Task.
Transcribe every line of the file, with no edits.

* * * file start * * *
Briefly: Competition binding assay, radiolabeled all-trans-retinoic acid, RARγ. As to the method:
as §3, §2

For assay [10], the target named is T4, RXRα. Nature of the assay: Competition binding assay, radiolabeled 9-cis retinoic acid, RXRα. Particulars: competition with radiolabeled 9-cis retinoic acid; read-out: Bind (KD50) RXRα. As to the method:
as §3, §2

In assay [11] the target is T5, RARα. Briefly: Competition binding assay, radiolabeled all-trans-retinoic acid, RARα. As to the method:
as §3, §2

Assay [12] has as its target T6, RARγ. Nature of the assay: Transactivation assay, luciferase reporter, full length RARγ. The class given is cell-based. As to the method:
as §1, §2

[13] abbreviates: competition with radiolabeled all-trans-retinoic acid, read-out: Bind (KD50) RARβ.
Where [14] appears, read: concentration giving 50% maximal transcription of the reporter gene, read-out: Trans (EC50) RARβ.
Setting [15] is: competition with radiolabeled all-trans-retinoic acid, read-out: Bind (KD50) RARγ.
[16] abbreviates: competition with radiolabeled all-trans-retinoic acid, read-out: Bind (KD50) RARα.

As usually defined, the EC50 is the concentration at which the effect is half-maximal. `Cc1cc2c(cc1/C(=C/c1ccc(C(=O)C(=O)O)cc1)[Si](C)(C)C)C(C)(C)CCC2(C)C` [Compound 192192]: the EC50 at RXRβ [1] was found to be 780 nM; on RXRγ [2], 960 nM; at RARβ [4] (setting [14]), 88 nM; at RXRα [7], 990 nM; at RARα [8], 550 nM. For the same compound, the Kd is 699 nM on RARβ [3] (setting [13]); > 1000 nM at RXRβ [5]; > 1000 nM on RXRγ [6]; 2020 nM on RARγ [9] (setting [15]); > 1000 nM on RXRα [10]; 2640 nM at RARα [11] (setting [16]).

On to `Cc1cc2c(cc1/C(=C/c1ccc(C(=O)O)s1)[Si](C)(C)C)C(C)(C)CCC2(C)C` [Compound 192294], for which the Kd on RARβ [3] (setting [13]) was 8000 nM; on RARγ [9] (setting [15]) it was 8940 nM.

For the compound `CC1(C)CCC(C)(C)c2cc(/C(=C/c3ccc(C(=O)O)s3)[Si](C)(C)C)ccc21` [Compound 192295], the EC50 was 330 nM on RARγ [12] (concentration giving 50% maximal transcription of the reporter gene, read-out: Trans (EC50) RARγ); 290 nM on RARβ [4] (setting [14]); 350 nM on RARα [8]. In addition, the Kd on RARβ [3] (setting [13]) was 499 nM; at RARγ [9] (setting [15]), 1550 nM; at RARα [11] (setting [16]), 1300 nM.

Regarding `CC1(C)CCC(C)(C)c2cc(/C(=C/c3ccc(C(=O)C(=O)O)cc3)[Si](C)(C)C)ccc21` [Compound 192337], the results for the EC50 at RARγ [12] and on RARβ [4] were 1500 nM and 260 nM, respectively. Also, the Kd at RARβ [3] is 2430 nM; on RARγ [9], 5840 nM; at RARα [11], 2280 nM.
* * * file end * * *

Briefly: Competition binding assay, radiolabeled all-trans-retinoic acid, RARγ. As to the method:
as §3, §2

For assay [10], the target named is T4, RXRα. Nature of the assay: Competition binding assay, radiolabeled 9-cis retinoic acid, RXRα. Particulars: competition with radiolabeled 9-cis retinoic acid; read-out: Bind (KD50) RXRα. As to the method:
as §3, §2

In assay [11] the target is T5, RARα. Briefly: Competition binding assay, radiolabeled all-trans-retinoic acid, RARα. As to the method:
as §3, §2

Assay [12] has as its target T6, RARγ. Nature of the assay: Transactivation assay, luciferase reporter, full length RARγ. The class given is cell-based. As to the method:
as §1, §2

[13] abbreviates: competition with radiolabeled all-trans-retinoic acid, read-out: Bind (KD50) RARβ.
Where [14] appears, read: concentration giving 50% maximal transcription of the reporter gene, read-out: Trans (EC50) RARβ.
Setting [15] is: competition with radiolabeled all-trans-retinoic acid, read-out: Bind (KD50) RARγ.
[16] abbreviates: competition with radiolabeled all-trans-retinoic acid, read-out: Bind (KD50) RARα.

As usually defined, the EC50 is the concentration at which the effect is half-maximal. `Cc1cc2c(cc1/C(=C/c1ccc(C(=O)C(=O)O)cc1)[Si](C)(C)C)C(C)(C)CCC2(C)C` [Compound 192192]: the EC50 at RXRβ [1] was found to be 780 nM; on RXRγ [2], 960 nM; at RARβ [4] (setting [14]), 88 nM; at RXRα [7], 990 nM; at RARα [8], 550 nM. For the same compound, the Kd is 699 nM on RARβ [3] (setting [13]); > 1000 nM at RXRβ [5]; > 1000 nM on RXRγ [6]; 2020 nM on RARγ [9] (setting [15]); > 1000 nM on RXRα [10]; 2640 nM at RARα [11] (setting [16]).

On to `Cc1cc2c(cc1/C(=C/c1ccc(C(=O)O)s1)[Si](C)(C)C)C(C)(C)CCC2(C)C` [Compound 192294], for which the Kd on RARβ [3] (setting [13]) was 8000 nM; on RARγ [9] (setting [15]) it was 8940 nM.

For the compound `CC1(C)CCC(C)(C)c2cc(/C(=C/c3ccc(C(=O)O)s3)[Si](C)(C)C)ccc21` [Compound 192295], the EC50 was 330 nM on RARγ [12] (concentration giving 50% maximal transcription of the reporter gene, read-out: Trans (EC50) RARγ); 290 nM on RARβ [4] (setting [14]); 350 nM on RARα [8]. In addition, the Kd on RARβ [3] (setting [13]) was 499 nM; at RARγ [9] (setting [15]), 1550 nM; at RARα [11] (setting [16]), 1300 nM.

Regarding `CC1(C)CCC(C)(C)c2cc(/C(=C/c3ccc(C(=O)C(=O)O)cc3)[Si](C)(C)C)ccc21` [Compound 192337], the results for the EC50 at RARγ [12] and on RARβ [4] were 1500 nM and 260 nM, respectively. Also, the Kd at RARβ [3] is 2430 nM; on RARγ [9], 5840 nM; at RARα [11], 2280 nM.